Regulation of nucleobase transport in LLC-PK1 renal epithelia by protein kinase C

Griffith, Douglas A. and Jarvis, Simon M. (1996) Regulation of nucleobase transport in LLC-PK1 renal epithelia by protein kinase C. Biochimica Et Biophysica Acta-Biomembranes, 1284 (2). pp. 213-220. ISSN 0005-2736. (The full text of this publication is not currently available from this repository. You may be able to access a copy if URLs are provided)

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The involvement of protein kinase C (PKC) in the regulation of Na+-dependent and -independent hypoxanthine transport was investigated by exposing confluent monolayers of LLC-PK1 renal epithelia cells to the PKC activator, phorbol 12-myristate 13-acetate (PMA). Chronic exposure (> 2 h) of LLC-PK1 monolayers to 16 nM PMA resulted in approximate to 75% inhibition of Na+-dependent hypoxanthine influx occurring maximally at 8 h and persisting for 72 h. in contrast, PMA had little effect on Na+-independent hypoxanthine influx at 8 h, but longer exposure resulted in stimulation of influx (approximate to 3-fold) that peaked at 24 h and thereafter declined to control levels at 72 h. The effects of PMA were dose-dependent and were associated with changes in V-max of transport (2-4-fold) with no significant change in apparent K-m. 4 alpha-Phorbol, a phorbol ester that does not activate PKC, had no effect on hypoxanthine transport by LLC-PK1 cells. The diacylglycerol kinase inhibitor, R59022 (10 mu M), partially inhibited (28%) Na+-dependent hypoxanthine influx. In addition, the PMA-induced effects on hypoxanthine transport were reversed by Re-31-8220 (1 and 5 mu M) and calphostin C (50 nM), potent and selective inhibitors of PKC. The increase in Na+-independent hypoxanthine influx following exposure to PMA was blocked by the protein synthesis inhibitor, cycloheximide (20 mu M), and correlated with an increase in LLC-PK1 cell proliferation. The PMA-induced decrease in Na+-dependent hypoxanthine transport was independent of PMA effects on cell proliferation and not dependent on protein synthesis. These results are consistent with the proposal that the PMA-induced effects on hypoxanthine transport are due to PKC activation.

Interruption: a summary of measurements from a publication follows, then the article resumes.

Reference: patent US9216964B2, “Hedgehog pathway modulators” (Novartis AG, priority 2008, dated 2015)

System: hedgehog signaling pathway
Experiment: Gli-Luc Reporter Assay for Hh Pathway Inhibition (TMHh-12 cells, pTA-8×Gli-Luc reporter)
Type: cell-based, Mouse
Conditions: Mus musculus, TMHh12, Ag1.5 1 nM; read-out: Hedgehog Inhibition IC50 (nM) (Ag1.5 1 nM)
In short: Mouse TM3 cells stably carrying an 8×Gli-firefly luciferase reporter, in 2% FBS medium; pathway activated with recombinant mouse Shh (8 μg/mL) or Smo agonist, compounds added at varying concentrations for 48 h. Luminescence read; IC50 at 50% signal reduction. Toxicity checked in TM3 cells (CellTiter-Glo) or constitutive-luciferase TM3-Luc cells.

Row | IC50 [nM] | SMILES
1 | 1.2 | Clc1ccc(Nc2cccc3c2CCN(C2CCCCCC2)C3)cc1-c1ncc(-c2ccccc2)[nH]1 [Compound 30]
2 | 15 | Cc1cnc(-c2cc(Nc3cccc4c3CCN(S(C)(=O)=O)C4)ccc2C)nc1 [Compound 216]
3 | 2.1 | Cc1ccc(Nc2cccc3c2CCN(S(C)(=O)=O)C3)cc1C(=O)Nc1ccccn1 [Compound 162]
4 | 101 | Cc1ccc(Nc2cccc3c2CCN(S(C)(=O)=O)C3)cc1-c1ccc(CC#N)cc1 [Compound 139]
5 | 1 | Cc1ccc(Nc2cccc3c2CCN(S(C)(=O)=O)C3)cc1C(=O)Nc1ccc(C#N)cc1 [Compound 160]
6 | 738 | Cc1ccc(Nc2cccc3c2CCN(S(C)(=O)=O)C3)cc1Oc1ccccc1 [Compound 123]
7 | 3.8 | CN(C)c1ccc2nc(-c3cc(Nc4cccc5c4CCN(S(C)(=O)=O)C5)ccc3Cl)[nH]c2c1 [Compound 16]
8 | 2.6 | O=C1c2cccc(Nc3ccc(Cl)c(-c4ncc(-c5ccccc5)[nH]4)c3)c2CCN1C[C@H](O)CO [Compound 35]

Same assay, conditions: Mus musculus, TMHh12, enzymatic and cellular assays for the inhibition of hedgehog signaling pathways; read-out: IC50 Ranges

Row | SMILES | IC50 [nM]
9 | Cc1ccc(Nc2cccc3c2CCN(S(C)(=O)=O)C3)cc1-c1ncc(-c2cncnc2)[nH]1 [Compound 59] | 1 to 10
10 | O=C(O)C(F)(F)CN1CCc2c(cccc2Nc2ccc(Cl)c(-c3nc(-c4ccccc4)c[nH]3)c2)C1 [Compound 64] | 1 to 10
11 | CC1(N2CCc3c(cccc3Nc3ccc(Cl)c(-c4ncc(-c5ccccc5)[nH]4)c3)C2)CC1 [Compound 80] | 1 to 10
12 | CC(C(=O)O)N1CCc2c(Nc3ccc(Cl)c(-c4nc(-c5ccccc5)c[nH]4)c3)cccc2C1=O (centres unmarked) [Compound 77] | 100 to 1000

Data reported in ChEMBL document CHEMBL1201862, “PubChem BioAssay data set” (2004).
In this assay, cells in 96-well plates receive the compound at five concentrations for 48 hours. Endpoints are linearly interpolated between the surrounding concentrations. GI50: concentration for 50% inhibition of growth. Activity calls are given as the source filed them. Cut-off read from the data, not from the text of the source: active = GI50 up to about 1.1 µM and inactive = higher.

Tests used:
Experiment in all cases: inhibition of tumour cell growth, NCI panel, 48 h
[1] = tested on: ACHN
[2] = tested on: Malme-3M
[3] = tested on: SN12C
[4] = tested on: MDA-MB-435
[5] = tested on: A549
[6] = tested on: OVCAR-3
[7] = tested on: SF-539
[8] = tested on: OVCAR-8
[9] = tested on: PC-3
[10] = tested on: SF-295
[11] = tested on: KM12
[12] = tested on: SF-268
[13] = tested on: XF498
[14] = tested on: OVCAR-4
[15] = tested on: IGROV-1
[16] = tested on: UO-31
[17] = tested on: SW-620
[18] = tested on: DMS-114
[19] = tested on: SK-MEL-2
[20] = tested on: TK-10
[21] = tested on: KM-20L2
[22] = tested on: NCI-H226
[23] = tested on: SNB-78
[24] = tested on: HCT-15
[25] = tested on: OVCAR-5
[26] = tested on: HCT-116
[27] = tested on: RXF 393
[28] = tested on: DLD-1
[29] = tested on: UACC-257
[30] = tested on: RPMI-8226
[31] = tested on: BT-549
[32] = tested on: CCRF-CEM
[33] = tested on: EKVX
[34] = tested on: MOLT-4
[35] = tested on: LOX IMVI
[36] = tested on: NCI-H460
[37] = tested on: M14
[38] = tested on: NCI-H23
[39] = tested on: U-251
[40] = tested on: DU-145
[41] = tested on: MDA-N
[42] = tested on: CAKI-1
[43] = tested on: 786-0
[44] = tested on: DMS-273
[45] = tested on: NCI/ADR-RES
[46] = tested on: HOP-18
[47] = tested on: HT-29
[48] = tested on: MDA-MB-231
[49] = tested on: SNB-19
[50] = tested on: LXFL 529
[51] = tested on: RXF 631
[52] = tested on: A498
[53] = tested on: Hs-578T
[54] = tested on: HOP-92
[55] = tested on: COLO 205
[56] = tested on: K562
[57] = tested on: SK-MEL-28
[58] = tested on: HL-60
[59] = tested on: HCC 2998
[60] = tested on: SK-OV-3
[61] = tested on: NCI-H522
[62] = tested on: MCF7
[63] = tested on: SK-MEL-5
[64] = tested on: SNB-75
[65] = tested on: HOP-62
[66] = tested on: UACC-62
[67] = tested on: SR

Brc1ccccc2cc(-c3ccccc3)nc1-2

Item Type: Article
Subjects: Q Science > QP Physiology (Living systems) > QP517 Biochemistry
Divisions: Faculties > Science Technology and Medical Studies > School of Biosciences
Depositing User: R.F. Xu
Date Deposited: 04 Jun 2009 21:46
Last Modified: 20 Jun 2014 14:01
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